Where Might the Next Coronavirus Come From? Animals May Play a Big Factor, Study Says

Photo of a hedgehog and a rabbit in an open field.
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Will domesticated or wild animals be the next carriers of COVID-19?

A team of scientists in the UK are trying to find that out using a combination of artificial intelligence and biology in search for viruses emerging in animal populations. This study may help reduce the risk of emergence in human populations, according to a report.

Their computer algorithm predicted many more potential hosts of new virus strains than have previously been detected. And, scientists say these findings could help to target the surveillance for new diseases, possibly helping prevent the next pandemic before its starts, the BBC reported.

These new findings were published in the journal Nature Communications on Tuesday.

“We want to know where the next coronavirus might come from,” said Dr. Marcus Blagrove, a University of Liverpool virologist who worked on the study.

Blagrove told the BBC that one way they're generated is through recombination between two existing coronaviruses. For example, two viruses infect the same cell and they recombine into a "daughter" virus that would be an entirely new strain.

Researchers explained that they were able to do this by “asking” their algorithm to use the biological pattern to predict which mammals may be susceptible to known coronaviruses, which revealed links between 411 strains of coronavirus and 876 potential mammal species, the BBC reported.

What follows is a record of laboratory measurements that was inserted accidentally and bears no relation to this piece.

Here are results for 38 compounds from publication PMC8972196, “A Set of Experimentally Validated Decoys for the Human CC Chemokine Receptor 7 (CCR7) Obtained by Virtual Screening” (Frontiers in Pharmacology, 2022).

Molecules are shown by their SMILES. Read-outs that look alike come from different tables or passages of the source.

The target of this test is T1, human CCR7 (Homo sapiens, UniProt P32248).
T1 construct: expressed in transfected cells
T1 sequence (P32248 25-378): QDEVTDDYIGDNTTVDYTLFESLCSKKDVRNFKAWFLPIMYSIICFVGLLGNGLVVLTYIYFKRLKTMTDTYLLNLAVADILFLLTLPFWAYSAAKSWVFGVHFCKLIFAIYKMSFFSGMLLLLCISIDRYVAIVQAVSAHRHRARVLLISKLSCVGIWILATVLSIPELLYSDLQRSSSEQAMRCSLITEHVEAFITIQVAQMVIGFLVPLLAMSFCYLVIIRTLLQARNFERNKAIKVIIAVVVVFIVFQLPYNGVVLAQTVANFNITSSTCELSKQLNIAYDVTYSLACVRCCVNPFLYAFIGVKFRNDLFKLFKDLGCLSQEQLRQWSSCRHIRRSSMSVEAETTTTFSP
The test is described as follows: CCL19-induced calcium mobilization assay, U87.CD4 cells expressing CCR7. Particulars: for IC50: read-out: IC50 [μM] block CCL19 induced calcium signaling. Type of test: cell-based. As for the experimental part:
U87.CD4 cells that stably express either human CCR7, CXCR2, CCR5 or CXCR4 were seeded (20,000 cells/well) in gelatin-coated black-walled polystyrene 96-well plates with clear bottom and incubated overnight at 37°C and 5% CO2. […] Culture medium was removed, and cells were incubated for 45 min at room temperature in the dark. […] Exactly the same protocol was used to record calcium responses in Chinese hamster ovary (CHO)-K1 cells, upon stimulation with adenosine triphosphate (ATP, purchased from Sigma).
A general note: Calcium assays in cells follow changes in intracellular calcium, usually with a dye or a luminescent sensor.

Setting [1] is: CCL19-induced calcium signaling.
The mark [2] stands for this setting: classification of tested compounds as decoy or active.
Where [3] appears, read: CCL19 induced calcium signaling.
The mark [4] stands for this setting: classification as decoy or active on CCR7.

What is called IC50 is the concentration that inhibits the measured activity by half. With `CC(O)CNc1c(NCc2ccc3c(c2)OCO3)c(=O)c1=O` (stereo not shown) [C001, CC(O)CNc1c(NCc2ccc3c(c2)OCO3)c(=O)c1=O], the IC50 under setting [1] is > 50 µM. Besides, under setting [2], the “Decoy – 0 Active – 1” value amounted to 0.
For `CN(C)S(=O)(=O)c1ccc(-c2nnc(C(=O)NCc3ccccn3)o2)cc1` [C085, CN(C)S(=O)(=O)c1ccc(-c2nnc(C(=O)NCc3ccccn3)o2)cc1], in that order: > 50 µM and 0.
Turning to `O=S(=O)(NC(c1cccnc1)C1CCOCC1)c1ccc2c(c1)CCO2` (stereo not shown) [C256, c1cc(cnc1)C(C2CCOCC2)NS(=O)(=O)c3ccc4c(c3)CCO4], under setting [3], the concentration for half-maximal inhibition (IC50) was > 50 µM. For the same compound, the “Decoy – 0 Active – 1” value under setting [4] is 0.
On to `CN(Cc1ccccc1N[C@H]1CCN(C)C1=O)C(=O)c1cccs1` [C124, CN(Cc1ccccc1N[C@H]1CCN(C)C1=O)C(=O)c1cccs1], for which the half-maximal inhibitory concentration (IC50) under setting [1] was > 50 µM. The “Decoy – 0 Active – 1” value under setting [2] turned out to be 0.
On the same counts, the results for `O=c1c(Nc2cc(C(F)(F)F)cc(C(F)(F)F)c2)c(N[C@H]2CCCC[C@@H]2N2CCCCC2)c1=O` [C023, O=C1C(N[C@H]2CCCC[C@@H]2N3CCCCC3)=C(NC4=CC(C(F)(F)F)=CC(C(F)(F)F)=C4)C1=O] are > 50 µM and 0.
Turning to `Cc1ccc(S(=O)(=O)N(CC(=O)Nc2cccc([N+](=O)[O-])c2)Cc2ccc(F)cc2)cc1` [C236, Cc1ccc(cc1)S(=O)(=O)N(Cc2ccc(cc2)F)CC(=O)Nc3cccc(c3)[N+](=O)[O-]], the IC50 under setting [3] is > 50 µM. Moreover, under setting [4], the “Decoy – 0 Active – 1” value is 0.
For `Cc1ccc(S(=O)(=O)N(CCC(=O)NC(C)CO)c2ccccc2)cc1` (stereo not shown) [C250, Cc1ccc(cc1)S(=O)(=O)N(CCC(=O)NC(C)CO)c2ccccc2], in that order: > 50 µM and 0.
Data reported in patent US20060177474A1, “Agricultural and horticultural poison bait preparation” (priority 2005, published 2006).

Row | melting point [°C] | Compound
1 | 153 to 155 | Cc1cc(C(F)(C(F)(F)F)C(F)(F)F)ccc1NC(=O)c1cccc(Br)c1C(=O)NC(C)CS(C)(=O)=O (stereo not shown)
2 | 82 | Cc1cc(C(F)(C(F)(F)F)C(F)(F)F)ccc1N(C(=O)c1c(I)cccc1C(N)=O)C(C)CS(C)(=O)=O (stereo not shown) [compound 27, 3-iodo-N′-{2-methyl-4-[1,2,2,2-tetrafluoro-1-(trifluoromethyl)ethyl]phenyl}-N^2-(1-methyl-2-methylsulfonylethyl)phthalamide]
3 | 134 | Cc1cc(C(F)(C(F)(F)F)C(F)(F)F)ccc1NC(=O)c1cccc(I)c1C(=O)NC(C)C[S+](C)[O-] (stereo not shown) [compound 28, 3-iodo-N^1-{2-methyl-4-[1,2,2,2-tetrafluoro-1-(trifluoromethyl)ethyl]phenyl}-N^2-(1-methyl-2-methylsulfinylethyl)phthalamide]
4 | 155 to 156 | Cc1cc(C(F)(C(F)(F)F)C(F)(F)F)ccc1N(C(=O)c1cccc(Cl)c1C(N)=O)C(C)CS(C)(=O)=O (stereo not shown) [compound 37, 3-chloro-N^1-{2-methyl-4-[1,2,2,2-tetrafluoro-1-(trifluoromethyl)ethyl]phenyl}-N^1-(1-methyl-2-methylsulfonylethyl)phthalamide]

Lead researcher Dr. Maya Wardeh, from the University of Liverpool, and her team used existing biological knowledge to teach the algorithm to search for patterns that made this more likely to happen. More mammals were found to be potential hosts for new coronaviruses than previous surveillance work, screening animals for viruses, had shown.

The Asian palm civet and greater horseshoe bat were predicted to be host to 32 and 68 different coronaviruses. 

And in species including the common hedgehog, the European rabbit and the dromedary camel, the algorithm predicted that Sars-CoV-2 might recombine with other, existing coronaviruses, Nature Asia reported.

Wardeh pointed out that the spread of such viruses into the human population tends to be linked to human activities, such as wildlife trading and farming. She also noted people should not “demonize” these species. ”It's virtually impossible to survey all animals all the time, so our approach enables prioritization,” she said.

“If we can find them before they get into humans," said Blagrove. "Then we could work on developing drugs and vaccines and on stopping them from getting into humans in the first place."

According to the Centers for Disease Control (CDC), the risk of animals spreading COVID-19 to people is considered to be low, based on the limited information available to date. "We are still learning about this virus, but it appears that it can spread from people to animals in some situations," the CDC said. "People with suspected or confirmed COVID-19 should avoid contact with animals, including pets, livestock, and wildlife."


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